LOS ANGELES (Reuters) - NBA Hall of Fame center Kareem Abdul-Jabbar says NFL players and other professional athletes should continue their protests against police brutality in the United States and has rejected the notion that speaking out is in any way unpatriotic.
The six-time NBA champion said protests in the NFL, where players have sat, knelt or locked arms during the pre-game playing of the national anthem, were creating a useful dialogue around long-neglected issue of race.
“I think it’s going in a good direction,” said Abdul-Jabbar, who has been a political activist since his college days and is currently raising awareness about the fight against cancer.
“They should continue to speak about the issues that are of concern to them and use their power peacefully and effectively to change this situation.
“This is a real issue for black Americans. The protests against it have a legitimate place in what the traditions of our country are all about.”
Abdul-Jabbar is as well known for his political activism as for the unstoppable ‘skyhook’ which led him to become the NBA’s all-time leading scorer in a career spent mostly with the Los Angeles Lakers.
He boycotted the Olympics to protest against racial inequality as a student athlete in 1968, the same year he changed his name from Lew Alcindor after converting to Islam.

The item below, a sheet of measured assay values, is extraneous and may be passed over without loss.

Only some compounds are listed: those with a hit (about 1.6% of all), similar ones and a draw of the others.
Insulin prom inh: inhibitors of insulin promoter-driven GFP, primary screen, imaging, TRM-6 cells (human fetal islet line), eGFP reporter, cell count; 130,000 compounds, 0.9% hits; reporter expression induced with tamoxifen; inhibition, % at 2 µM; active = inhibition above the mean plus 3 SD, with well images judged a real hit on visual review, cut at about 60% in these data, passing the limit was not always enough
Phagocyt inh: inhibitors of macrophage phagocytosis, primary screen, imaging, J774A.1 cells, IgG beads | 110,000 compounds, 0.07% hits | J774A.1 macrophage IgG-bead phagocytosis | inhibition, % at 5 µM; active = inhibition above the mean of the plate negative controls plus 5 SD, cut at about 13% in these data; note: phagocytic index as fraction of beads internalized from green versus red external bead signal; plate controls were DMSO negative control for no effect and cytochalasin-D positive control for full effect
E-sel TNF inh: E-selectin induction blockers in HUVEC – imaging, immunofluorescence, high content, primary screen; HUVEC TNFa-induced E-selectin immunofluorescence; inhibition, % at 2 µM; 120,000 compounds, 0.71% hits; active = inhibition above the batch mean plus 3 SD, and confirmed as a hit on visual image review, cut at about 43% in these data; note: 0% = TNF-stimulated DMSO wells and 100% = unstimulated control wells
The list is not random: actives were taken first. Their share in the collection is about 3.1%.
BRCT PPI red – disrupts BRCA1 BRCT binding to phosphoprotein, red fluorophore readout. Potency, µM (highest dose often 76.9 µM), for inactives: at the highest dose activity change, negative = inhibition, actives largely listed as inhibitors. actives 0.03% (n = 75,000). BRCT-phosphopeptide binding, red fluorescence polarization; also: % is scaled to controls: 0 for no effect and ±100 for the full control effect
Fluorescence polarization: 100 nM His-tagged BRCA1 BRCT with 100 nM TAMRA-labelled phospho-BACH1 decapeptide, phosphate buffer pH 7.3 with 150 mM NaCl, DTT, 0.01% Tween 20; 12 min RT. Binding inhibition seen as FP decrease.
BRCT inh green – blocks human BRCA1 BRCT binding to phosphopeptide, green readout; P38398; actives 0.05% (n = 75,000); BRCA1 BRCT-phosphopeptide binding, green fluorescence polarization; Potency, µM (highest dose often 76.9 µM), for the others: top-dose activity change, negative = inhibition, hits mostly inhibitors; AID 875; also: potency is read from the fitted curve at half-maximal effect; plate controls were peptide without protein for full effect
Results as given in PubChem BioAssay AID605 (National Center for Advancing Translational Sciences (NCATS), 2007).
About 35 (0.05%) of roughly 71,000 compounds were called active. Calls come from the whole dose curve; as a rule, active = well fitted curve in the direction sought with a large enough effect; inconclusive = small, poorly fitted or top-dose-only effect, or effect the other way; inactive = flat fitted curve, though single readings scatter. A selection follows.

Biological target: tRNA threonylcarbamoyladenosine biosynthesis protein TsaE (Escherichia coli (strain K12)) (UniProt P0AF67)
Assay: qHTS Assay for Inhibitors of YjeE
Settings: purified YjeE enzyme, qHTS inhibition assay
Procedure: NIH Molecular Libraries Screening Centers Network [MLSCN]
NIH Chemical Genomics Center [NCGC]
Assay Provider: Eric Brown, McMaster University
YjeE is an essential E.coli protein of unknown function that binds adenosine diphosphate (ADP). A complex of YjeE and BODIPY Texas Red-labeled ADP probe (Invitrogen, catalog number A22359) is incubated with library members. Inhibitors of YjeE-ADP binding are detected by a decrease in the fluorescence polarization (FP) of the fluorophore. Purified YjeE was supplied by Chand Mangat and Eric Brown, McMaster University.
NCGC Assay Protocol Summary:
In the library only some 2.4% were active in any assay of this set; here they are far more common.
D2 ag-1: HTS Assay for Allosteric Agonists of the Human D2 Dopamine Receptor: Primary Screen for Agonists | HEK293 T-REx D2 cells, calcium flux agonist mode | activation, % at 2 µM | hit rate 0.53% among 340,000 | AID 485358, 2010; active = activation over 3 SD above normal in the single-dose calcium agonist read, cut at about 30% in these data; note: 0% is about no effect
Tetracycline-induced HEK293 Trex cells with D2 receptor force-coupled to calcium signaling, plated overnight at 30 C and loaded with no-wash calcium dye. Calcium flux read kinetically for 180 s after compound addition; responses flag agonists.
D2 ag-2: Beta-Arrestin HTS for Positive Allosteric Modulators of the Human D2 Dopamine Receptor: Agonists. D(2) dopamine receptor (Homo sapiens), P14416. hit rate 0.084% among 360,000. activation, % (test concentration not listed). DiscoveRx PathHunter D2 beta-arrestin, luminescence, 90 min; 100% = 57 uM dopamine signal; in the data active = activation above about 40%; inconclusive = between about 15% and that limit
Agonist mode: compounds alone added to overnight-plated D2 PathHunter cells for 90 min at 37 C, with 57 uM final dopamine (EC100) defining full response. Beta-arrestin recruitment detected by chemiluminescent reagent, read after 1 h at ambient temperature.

Now 70, he rejected the notion that today’s protests were in any way disrespectful to the flag or the military, as U.S. President Donald Trump has said.
“These are peaceful protests that are raising awareness of something that is of grave concern,” he said.
“People like the president of the United States don’t want to admit there is an issue.”
The NFL protests began last season when then San Francisco 49ers quarterback Colin Kaepernick refused to stand for the anthem amid a series of high-profile shootings of unarmed black men by police.
The key to solving the problem, Abdul-Jabbar believes, is to create dialogue between law enforcement and the low-income, minority communities where they work, which he said was starting to happen.
Abdul-Jabbar was particularly concerned by July comments by Trump in which he said police should not worry about being too “rough” when they are putting a suspect into a vehicle.
A White House spokesperson later said Trump was making a joke, but Abdul-Jabbar said it was no laughing matter.
“He said it is okay to smack their head into the frame of the car,” he said.
“That’s no joke in the black community or in the Hispanic community. Those things are done often.”
While he believes the protests by NFL players and community work by NBA players like LeBron James and Dwyane Wade were having an impact, he thought America’s racial issues are a long way from being solved.
“It’s hard to measure success while there is still a body count,” he said.
“Maybe when the bodies stop falling?”
Reporting by Rory Carroll, editing by Nick Mulvenney